In the sixth century, before Christ was born, as a respond to the Babylonian captivity, paradise had, influenced by Persian culture, moved, in Hebrew imagining, from the nebulous reality to somewhere out of space and time, representing the garden of delights and award for all obedient believers. In the Middle Ages, both of paradises started to exist: heavenly, which remained out of space and time, and the one present on the Earth. The Earthly paradise represented inaccessible promised lands (Deckard 2010).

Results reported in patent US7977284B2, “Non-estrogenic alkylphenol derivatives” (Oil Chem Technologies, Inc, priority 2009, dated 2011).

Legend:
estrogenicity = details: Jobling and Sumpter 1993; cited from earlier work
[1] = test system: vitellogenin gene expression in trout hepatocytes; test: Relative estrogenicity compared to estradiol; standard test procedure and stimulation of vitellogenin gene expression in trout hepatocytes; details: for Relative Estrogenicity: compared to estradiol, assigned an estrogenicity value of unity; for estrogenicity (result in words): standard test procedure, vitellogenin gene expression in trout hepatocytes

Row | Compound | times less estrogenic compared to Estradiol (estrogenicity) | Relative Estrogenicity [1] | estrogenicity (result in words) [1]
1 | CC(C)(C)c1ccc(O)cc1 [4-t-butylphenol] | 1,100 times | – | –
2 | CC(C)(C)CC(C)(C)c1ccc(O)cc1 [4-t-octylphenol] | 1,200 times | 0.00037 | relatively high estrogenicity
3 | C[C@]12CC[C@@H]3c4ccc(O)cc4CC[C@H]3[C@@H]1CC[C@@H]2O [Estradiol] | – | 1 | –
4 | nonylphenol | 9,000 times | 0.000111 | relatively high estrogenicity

America had been, before the arrival of Europeans, developing quite independently from the rest of the world. When first conquistadors had arrived they found all sorts of social life: from the primitive hunters and gatherers to a gigantic, urban, rich, class societies. But the arrival of Europeans changed it all. They have drastically changed the ecology of the continent.  Before Columbus set his foot on the new land, a primary source of food for most of the people was agriculture. They didn’t know about steel, they only used wooden tools. There had been more than 40 cultivated crops: corn, potato, tomato, peanuts, tobacco, … Besides the agriculture, hunting played a significant role in the life of native Americans. Not only because of the meat, but also because of products they were able to make out of a dead animal. In less than a century after Columbus arrived, there were around 118.000 colonists fighting for a piece of their paradise. Soon they dominated over the Southern and Central America. Besides complete deformation and transformation, they did on a landscape, colonialists also caused a demographic catastrophe. People of America have never experienced diseases that Europeans had brought with themselves, therefore his bodies didn’t have any defense mechanism developed. Consequently, a vast majority of them was helpless in a fight against smallpox epidemic which took place in the year of 1531, and against typhoid which spread among people in 1564 and 1567. Diseases were fatal for three-quarters of the population. That was a huge disappointment for Spaniards who were looking forward in enslaving them – they were left with no other choice but to eventually import slaves from Africa.